"There are three main factors that allowed Assad to survive so far: a well-functioning Syrian intelligence, strong security forces, and of course, Russia’s help," said Casin. 

Russia first intervened in the Syrian conflict in 2015, staging air strikes in support of its ally, targeting both Daesh and mainly opposition forces.

Orton said that Russia had been involved in Syria nearly as long as Iran, providing weapons and intelligence, plus political cover at the United Nations, until its direct intervention to rescue Assad in 2015. 

“For Moscow, Syria is mostly a prestige operation, a way of announcing Russia’s revival as a Great Power. There are some economic incentives for Russia’s Syria policy, and some security ones, but these are all secondary,” Orton said. 

After Russia started its military campaign in Syria, the territory controlled by Assad dramatically expanded.

Syria in March 2018.
Syria in March 2018. (TRTWorld)

4-Assad's move: Changing the focus of the war

Daesh and Al Nusra

Every external actor has a different agenda in Syria, which prevented them from focusing on supporting the FSA.

A couple of months after the uprising began, Assad released most Al Qaeda militants from Syrian prisons. With the weapons they captured from the areas of confrontations between the opposition and regime forces, these militants could claim territories in different parts of Syria.

That's how Al Nusra, the Syrian affiliate of Al Qaeda, and also Daesh, which was formed in Iraq by defected members of Al Qaeda came in Syria starting from 2013. Foreign fighters, who enjoyed uncontrolled borders and joined Daesh, led to the expansion of the territories.

After 2014, the US-led coalition said that their focus was to eliminate Daesh, while Russia is in Syria “stabilise the legitimate authority of Syrian President Bashar al Assad," according to Russian President Vladimir Putin.  

Iran, on the other hand, wants to protect the regime allowing it to increase its influence in the region. 

And Turkey, a loyal supporter for the moderate opposition fighting against Assad, wants to protect its border from both Daesh and YPG threats.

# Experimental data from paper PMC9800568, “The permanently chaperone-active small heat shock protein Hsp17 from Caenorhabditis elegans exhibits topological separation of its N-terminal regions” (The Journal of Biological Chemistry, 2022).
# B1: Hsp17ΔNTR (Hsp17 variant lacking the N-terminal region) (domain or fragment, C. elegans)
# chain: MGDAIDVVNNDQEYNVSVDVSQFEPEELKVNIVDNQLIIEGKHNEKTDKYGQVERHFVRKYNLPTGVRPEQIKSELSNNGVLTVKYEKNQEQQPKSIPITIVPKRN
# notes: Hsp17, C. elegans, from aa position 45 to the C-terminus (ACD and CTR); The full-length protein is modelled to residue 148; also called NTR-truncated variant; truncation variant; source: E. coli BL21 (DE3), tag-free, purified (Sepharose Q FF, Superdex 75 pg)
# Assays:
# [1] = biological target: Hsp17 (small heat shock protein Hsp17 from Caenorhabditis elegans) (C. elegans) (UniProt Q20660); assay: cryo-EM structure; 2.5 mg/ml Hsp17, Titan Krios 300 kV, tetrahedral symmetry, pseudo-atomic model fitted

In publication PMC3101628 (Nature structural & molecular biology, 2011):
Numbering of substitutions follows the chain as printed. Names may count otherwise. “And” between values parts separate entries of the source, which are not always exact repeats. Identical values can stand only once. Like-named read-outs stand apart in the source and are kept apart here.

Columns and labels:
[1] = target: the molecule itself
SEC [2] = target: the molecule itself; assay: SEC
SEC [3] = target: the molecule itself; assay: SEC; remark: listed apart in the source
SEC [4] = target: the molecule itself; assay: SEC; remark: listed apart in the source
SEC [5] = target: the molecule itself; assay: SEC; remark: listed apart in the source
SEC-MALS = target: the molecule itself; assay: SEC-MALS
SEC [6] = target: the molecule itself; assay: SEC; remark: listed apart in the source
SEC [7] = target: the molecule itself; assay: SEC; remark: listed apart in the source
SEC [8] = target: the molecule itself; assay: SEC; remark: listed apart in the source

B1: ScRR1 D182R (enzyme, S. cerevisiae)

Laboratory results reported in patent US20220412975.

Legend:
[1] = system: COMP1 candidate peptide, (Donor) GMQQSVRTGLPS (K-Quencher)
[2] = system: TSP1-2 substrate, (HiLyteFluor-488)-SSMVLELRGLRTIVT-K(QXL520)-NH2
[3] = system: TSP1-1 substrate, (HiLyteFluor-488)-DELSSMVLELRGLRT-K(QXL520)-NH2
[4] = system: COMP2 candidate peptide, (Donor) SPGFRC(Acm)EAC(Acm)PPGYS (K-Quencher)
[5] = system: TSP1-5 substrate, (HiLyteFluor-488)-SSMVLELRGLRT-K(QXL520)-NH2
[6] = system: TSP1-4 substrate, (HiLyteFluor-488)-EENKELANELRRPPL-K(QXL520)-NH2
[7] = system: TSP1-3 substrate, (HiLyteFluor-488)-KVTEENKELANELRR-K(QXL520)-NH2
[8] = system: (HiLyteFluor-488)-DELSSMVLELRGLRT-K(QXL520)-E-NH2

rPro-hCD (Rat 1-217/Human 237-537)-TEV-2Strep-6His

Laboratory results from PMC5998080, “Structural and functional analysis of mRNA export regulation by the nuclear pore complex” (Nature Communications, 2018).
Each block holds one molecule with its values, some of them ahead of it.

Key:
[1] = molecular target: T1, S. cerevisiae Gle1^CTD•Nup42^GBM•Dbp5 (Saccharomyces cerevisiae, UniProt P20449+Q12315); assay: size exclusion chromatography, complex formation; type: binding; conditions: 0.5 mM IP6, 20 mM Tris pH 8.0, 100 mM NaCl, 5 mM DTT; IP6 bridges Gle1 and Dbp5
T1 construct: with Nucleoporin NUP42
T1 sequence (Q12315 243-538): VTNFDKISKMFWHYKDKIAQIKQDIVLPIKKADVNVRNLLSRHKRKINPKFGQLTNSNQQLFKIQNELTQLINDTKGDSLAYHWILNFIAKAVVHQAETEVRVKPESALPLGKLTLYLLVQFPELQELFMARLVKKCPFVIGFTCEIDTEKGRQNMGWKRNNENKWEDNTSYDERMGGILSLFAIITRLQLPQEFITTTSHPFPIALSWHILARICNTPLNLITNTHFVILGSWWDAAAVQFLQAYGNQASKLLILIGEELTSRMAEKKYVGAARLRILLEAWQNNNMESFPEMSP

The PYD is the Syrian affiliate of the PKK, a group fighting the Turkish state for more than 30 years and designated as a terror group by Turkey, the US and the European Union. The PYD was formed in 2003, and the YPG is its armed wing.

Assad's army withdrew from the northern areas, where the PYD is based, at the beginning of the civil war. That caused the PYD to immediately take control of some parts of Syria's border with Turkey, without facing any serious confrontations. Assad's move angered Turkey, which has been supporting the opposition.

But the real move which caused Turkey to militarily act in Syria was provoked by the US.

When the US decided that Daesh is the priority in Syria, it started supporting the YPG in northern Syria in its fight against Daesh.

The YPG, on the other hand, was focused on claiming more territory, in order to declare its autonomous rule.

Turkey entered Syria with its army and also with the FSA in August 2016, in order to fight Daesh and prevent the YPG from claiming more territory. In the beginning of 2018, Turkey started its second military operation in Syria, this time in Afrin against the YPG.

All the different interests of global powers and Syrian groups have been clashing with each other since the conflict began eight years ago, bringing about one outcome: even though he is dependent on other powers, Assad has not lost.

He was able to survive the conflict that has killed more than 500,000 people and displaced more than 12 million, both internally and externally. 

Source: TRT World